In conversations concerning smart cities, diverse perspectives can bring many different understandings of the definition of “smart” to the table; “smart” can refer to devices, data, analytics, processes, people, or all of those things. This breadth offers opportunities to strategically usher priorities into conversations about the future of the technologically enabled city. The term “smart city” has the power to draw companies, municipalities, researchers, and publics together to transition cities from the analog past into the digital future. Public values should define the contexts, nuances, and dynamics of such transitions, which might otherwise be subject only to market values.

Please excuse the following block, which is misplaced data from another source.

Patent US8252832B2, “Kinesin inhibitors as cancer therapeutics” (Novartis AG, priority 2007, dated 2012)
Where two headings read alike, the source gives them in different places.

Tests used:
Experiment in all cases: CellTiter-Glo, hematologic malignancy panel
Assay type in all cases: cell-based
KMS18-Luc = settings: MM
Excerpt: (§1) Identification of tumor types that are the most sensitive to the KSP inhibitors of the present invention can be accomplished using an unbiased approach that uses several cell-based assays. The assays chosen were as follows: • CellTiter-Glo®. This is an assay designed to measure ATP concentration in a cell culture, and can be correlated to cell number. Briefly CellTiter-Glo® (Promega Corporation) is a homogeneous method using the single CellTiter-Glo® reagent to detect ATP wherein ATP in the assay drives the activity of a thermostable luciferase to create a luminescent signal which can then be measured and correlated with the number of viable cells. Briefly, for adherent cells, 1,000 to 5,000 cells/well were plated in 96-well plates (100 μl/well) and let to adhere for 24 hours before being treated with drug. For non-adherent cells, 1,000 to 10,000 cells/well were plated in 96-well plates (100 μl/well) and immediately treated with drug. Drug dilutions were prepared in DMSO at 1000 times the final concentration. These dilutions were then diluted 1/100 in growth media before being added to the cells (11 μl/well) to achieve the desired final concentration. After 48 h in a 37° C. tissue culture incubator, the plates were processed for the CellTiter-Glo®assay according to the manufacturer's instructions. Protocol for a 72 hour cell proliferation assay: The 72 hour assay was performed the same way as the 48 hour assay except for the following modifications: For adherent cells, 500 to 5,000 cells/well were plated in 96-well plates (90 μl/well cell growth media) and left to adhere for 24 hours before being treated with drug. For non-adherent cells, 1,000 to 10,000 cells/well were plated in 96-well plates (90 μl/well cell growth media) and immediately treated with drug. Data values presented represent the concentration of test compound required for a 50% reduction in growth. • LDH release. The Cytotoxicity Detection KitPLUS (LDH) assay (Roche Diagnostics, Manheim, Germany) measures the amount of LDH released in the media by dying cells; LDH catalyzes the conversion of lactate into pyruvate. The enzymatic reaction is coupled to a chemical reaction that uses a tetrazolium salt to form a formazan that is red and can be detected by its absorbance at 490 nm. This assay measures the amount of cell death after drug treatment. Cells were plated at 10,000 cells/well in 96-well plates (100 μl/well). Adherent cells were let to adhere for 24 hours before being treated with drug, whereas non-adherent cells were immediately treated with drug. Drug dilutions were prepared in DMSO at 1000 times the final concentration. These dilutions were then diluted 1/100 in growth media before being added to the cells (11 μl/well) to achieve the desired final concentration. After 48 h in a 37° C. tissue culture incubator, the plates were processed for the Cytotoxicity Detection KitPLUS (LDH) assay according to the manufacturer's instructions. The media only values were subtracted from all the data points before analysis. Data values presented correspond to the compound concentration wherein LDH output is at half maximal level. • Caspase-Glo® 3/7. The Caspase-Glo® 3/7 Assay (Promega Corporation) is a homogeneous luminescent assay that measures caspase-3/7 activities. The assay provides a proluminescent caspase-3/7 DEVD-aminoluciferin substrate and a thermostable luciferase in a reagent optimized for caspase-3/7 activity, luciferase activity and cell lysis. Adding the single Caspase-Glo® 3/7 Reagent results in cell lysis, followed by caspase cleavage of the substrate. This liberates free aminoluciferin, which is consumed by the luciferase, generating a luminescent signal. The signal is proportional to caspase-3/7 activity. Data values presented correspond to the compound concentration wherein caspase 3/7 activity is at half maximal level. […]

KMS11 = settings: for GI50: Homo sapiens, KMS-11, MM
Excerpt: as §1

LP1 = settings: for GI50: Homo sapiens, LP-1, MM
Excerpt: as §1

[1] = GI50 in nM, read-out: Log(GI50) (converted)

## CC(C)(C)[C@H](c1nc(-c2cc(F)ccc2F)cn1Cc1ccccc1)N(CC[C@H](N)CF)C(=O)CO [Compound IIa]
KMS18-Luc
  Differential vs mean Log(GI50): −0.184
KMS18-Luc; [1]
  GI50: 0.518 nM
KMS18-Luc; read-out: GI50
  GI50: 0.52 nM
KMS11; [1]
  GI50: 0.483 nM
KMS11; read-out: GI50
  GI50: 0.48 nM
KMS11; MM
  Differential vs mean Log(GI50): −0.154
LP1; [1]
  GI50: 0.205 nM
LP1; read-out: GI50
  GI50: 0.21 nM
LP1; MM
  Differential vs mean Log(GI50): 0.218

The “smart city” originated as a marketing term used to sell mainframes to cities in the 1980s; it functioned as a clever and compelling articulation of streamlined city infrastructure, using accessible, everyday language. Unfortunately, this type of branding exercise too frequently comprises the extent of public outreach concerning “smart,” with cities often prioritizing technological solutions that exclude public participation and knowledge. Thus we pose the question: how might cities better leverage popular excitement about smart cities into opportunities for greater civic participation that provides public value?
- Embrace the smart city frame as an opportunity to highlight what matters in your place
- Turn jargon and technical language into language accessible to publics
- Use “smart” to revisit how your place engages publics
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